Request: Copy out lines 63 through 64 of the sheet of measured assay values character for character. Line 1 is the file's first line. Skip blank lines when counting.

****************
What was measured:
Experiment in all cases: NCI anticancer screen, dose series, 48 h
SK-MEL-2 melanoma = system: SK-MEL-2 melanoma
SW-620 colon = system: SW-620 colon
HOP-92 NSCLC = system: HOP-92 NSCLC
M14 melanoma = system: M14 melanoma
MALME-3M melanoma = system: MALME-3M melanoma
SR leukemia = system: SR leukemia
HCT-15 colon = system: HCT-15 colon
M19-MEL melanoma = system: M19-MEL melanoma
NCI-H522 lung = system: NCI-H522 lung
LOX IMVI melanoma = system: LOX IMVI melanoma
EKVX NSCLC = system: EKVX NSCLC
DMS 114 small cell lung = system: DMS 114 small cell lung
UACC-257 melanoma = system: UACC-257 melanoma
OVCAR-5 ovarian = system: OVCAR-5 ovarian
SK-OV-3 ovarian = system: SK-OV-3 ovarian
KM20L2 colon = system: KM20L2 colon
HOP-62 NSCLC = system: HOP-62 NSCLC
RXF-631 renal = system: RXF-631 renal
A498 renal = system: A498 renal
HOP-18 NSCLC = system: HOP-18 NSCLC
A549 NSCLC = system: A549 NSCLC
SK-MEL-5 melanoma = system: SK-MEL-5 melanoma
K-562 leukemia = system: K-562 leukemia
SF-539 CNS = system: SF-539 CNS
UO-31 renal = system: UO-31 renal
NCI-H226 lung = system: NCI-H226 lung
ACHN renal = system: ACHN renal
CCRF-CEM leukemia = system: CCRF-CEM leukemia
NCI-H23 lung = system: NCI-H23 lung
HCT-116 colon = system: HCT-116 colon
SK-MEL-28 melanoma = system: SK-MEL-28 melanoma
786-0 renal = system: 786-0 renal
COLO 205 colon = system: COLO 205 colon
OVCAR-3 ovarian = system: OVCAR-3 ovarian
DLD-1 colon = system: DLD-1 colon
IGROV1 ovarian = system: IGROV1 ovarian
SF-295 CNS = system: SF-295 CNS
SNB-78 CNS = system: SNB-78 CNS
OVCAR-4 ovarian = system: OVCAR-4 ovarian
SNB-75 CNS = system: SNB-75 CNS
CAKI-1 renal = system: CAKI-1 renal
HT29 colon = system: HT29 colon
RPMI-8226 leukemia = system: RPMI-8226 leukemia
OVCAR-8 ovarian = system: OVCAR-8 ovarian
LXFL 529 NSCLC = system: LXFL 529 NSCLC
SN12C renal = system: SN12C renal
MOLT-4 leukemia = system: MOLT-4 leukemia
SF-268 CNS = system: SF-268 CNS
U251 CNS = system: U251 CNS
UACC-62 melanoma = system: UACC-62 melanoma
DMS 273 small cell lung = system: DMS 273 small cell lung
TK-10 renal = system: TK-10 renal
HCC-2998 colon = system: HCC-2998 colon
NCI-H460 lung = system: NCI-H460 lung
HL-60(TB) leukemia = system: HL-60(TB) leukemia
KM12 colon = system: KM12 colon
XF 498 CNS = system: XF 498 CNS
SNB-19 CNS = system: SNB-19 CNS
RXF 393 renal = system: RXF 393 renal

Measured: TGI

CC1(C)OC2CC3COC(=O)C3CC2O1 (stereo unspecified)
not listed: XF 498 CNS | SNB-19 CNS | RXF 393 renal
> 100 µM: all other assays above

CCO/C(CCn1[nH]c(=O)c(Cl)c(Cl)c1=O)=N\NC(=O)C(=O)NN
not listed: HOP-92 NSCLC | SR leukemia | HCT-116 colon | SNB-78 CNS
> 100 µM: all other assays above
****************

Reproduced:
CC1(C)OC2CC3COC(=O)C3CC2O1 (stereo unspecified)
not listed: XF 498 CNS | SNB-19 CNS | RXF 393 renal